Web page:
THE ANTI-BULLYING documentary “Bully” is finally here, widely hailed as a movie that every teen should see.
And with the now-official PG-13 rating, they can.
I thought every teen should see “21 Jump Street,” so I’ll recuse myself.
But “Bully” is undeniably effective in its simple, straightforward mission — director Lee Hirsch documents the residue of bullying on five middle/high school victims and their families. The aim is to elicit in bullies (or all who might consider bullying) empathy for the targets of their abuse.
And what’s persuasive here isn’t the obscene language or the physical violence that initially earned the movie its restricted status. What gives “Bully” its substance and power are the rich, detailed portraits of life at home for the victims — vulnerable, ostracized students who want to fit in but can’t, desperate parents who can’t console their children or get help from schools.
If “Bully” functions as a “Scared Straight” for children, it’s even more harrowing for parents, who know they’re sending their kids into a kiddie ThunderDome, and get no help from in-denial administrators. On two occasions, we meet the parents of children who killed themselves when repeated consultations with school officials yielded feeble, defensive bureaucratic response.
Hirsch spares us little in documenting these deaths. A mother shows us the closet where her son hanged himself. We attend the funeral of another child and hear the testimony of the boy’s best friend, who provides a kid’s eye view of the sudden, vehement social vacuum that formed around the dead boy (just 11).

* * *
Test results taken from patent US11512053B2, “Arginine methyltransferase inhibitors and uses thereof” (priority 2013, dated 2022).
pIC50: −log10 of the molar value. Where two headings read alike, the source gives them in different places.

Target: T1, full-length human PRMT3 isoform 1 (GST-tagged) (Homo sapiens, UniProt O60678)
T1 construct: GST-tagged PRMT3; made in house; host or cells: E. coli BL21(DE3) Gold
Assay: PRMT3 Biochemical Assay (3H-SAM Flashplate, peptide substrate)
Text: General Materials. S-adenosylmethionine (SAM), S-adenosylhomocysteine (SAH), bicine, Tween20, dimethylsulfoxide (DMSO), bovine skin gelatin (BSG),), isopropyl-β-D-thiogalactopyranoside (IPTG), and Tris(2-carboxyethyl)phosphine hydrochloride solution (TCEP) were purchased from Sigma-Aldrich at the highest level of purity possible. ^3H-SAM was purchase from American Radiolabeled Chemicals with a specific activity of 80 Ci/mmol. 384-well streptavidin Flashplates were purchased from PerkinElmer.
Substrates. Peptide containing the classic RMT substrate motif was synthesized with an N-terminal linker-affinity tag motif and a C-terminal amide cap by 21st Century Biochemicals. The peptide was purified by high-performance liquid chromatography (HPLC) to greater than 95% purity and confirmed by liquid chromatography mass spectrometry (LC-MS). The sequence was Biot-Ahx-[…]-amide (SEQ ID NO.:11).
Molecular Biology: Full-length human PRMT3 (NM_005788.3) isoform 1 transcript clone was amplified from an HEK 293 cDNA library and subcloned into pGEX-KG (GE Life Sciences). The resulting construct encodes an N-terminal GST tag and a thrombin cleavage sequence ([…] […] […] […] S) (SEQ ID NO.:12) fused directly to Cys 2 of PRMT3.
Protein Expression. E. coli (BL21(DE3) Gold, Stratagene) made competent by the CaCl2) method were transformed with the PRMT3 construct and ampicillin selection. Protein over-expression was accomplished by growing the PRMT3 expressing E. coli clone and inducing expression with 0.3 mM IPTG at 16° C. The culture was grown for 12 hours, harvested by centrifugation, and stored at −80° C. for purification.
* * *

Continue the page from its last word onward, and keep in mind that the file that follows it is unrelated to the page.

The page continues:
After taking stock of the survivors’ bewildered anguish, we understand and applaud the family that takes their isolated gay daughter out of the school and the community that condoned her ongoing mistreatment. She’s the victim you worry about least — when a group of thugs tries to run her over with a vehicle, she complains that it was a minivan, because she wanted to at least get hit by something cool. Anyone who can crack a joke like that is a survivor.
It’s one of the few lighthearted moments in “Bully,” a movie that evokes the grief, anger, and frustration of its subjects, with a cinematic flair unusual for documentaries. Some of the shots are stunning — worthy of A-list Hollywood drama. There are even moments when you could accuse the movie of being slick, especially when Hirsch adds music to heighten the emotion — an added element “Bully” surely does not need.
Like a modern doc, it has an undercurrent of advocacy, but it’s restrained. Hirsch does not make himself a character in the piece. He’s not on camera like Michael Moore or Morgan Spurlock, we don’t hear his voice off-camera like Errol Morris, and he doesn’t throw a ton of charts and graphs at us, like “Waiting for ‘Superman.’ ”
That’s a bit of a problem. There is very little context and information here. We hear that bullying is epidemic, but what are the numbers? And if it is, what’s to be done? Trusting the schools seems out of the question. Hirsch (with a small sampling) paints a bleak picture of school administrators and counselors. Their butt-covering, mealymouthed bumbling would be comic if the consequences were not so tragic. (When a child complains of being beaten, a counselor asks him to consider how that allegation makes the bully feel.)
“Bully” concludes with an entreaty to encourage children to police themselves, but asking preadolescents to suddenly acquire the superego of the Dalai Lama seems a bit far-fetched to me. Unless the adults who are supposed to run these schools — in the halls, at the PTA — assert themselves, I’d say more funerals are on the way.